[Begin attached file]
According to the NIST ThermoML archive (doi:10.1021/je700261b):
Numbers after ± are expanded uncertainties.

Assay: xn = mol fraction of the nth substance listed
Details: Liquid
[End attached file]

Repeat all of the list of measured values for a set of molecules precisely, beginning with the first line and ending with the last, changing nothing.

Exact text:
According to the NIST ThermoML archive (doi:10.1021/je700261b):
Numbers after ± are expanded uncertainties.

Assay: xn = mol fraction of the nth substance listed
Details: Liquid